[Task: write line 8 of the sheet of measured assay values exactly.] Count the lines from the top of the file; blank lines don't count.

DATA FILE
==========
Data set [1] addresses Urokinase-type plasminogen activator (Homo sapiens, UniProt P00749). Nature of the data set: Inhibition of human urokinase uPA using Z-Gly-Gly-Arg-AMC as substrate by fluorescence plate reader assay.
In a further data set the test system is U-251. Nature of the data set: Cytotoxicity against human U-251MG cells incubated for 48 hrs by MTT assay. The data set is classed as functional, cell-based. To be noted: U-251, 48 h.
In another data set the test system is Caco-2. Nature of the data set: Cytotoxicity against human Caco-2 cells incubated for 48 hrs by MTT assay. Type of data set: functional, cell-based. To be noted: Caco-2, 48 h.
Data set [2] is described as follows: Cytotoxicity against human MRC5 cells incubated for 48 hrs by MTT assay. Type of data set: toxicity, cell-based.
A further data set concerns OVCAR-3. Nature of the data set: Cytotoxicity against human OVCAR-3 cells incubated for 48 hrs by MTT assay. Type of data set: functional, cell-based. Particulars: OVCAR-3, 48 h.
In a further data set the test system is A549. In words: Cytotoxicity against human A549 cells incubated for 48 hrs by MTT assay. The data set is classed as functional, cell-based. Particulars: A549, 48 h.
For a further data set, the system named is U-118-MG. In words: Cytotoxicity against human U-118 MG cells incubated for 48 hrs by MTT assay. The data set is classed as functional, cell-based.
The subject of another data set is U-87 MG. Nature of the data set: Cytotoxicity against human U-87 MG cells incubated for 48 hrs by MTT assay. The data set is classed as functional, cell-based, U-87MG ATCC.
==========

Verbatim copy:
The subject of another data set is U-87 MG. Nature of the data set: Cytotoxicity against human U-87 MG cells incubated for 48 hrs by MTT assay. The data set is classed as functional, cell-based, U-87MG ATCC.